Research & Development

What we're doing

What does it take to produce programmes entirely on IP networks? How would this enable us to create new forms of immersive and interactive content for our next generation of services? How do we equip our production facilities for an "Internet First" world?

To answer these questions we're building a model for end-to-end broadcasting that frees us from the constraints of existing studio technology. We've demonstrated the feasibility through prototypes and trials and are busy working with industry partners to prove an open approach to interoperability.

Why it matters

Although much of the broadcast chain uses computers and networks extensively, real-time operations still often make use of traditional interconnects such as the dedicated Serial Digital Interface. The industry is waking up to fact that IP networks can provide more cost-effective alternatives, and we are starting to see a number of products appear on the market. Unfortunately, these proprietary systems have so far focused on a direct replacement for the traditional links, and fail to take full advantage of the flexibility offered by IP. 

Our approach is to treat the video, audio and data created during production as a real-time collections of objects that are sent out over the network and assembled as required. This enables great flexibility for how productions can work with their content and how they can provision and manage their facilities. This "objects-over-IP" approach is central to BBC R&D's vision of a New Broadcasting System, and will help us deliver richer, more customisable experiences for our audiences, across a range of platforms. However, for this to be possible in a cost-effective manner, it is essential that we can build our facilities using components that connect using open standards.

IP Studio: broadcasting for the 21st century

How it works

At the heart of IP Studio is the idea that every piece of video, audio and data is given a unique identifier and a timestamp as soon as it is captured or created. This allows us to find and synchronise the most appropriate content wherever it is needed. 

Automation has always been important in our industry, and the possibility of setting up production facilities on demand over the network makes it even more essential. So we have developed a way in which we can automatically discover and control media systems wherever they are. This opens the doors for remote production where the production teams can work in the most appropriate location, accessing facilities that might be located in a data centre.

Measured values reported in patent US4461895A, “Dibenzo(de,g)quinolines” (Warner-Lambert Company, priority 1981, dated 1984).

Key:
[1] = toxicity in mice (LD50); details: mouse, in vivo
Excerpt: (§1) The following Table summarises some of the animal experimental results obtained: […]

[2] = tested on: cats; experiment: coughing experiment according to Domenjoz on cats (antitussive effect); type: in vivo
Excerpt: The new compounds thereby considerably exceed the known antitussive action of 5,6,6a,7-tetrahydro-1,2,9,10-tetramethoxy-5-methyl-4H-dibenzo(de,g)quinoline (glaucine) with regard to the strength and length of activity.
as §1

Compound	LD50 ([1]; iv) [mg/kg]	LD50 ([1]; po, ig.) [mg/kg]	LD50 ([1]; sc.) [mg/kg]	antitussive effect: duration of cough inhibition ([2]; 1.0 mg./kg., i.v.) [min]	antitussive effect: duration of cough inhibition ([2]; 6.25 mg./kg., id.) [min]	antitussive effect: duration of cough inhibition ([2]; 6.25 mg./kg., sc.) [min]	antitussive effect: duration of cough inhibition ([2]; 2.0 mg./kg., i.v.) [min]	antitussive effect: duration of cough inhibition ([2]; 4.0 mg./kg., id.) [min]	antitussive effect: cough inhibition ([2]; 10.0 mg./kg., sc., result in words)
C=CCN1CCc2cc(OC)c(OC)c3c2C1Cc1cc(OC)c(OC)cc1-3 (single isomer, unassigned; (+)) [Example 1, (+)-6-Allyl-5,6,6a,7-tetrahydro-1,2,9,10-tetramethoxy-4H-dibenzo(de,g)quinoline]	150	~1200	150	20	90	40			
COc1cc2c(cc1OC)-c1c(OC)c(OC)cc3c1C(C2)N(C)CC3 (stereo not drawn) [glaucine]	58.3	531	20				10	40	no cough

To test that our approach is practical we have implemented a set of prototype tools for streaming, processing and storing of production objects, and a framework for discovery and control. Wherever possible we have used open-source components in our work. Our software was used extensively within R&D's trial at the 2014 Commonwealth Games, and as it's matured we have started using it for the "plumbing" for R&D's wider project work, such as on nearly-live production and object-based audio.

As the BBC and other broadcasters move towards adopting IP in their facilities, it's increasingly important that the industry provides systems that have the flexibility we'll need for the future -- and that they interoperate. So we are actively engaging with industry bodies concerned with interoperability (such as AMWA, VSF, AES, EBU, SMPTE), running workshops and developing the next generation of specifications.

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BBC R&D - High Speed Networking: Open Sourcing our Kernel Bypass Work

BBC R&D - Beyond Streams and Files - Storing Frames in the Cloud

BBC R&D - IP Studio

BBC R&D - IP Studio: Lightweight Live

BBC R&D - IP Studio: 2017 in Review - 2016 in Review

BBC R&D - IP Studio Update: Partners and Video Production in the Cloud

IBC 365 - Production and post prepare for next phase of cloud-fit technology

BBC R&D - Running an IP Studio

BBC R&D - Building a Live Television Video Mixing Application for the Browser

BBC R&D - Nearly Live Production

BBC R&D - Discovery and Registration in IP Studio

BBC R&D - Media Synchronisation in the IP Studio

AMWA - Advanced Media Workflow Association

BBC R&D - Industry Workshop on Professional Networked Media

NMOS - Networked Media Open Specifications

BBC R&D - The IP Studio

BBC R&D - IP Studio at the UK Network Operators Forum

BBC R&D - Industry Workshop on Professional Networked Media

BBC R&D - Covering the Glasgow 2014 Commonwealth Games using IP Studio

BBC R&D - Investigating the IP future for BBC Northern Ireland

This project is part of the Automated Production and Media Management section

This project is part of the End-to-End IP Broadcasting work stream

This project adheres to the following standards: Advanced Media Workflow Association.


People & Partners

Project Team